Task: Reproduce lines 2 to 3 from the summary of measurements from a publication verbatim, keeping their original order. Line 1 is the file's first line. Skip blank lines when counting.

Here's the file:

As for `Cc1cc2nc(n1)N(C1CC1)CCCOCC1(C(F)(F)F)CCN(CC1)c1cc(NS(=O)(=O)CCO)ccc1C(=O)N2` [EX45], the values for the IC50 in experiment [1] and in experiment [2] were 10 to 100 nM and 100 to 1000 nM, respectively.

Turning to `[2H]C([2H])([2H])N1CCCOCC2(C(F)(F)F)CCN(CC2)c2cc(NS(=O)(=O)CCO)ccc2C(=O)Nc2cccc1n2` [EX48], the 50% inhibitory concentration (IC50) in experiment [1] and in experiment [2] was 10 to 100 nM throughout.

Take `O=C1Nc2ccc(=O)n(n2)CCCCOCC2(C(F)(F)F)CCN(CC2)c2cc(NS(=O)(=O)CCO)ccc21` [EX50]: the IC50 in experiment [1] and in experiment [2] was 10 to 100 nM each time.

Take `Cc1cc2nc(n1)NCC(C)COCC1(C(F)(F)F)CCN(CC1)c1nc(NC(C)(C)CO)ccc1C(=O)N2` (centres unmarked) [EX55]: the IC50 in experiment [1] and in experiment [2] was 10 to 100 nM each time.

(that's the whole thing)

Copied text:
Turning to `[2H]C([2H])([2H])N1CCCOCC2(C(F)(F)F)CCN(CC2)c2cc(NS(=O)(=O)CCO)ccc2C(=O)Nc2cccc1n2` [EX48], the 50% inhibitory concentration (IC50) in experiment [1] and in experiment [2] was 10 to 100 nM throughout.

Take `O=C1Nc2ccc(=O)n(n2)CCCCOCC2(C(F)(F)F)CCN(CC2)c2cc(NS(=O)(=O)CCO)ccc21` [EX50]: the IC50 in experiment [1] and in experiment [2] was 10 to 100 nM each time.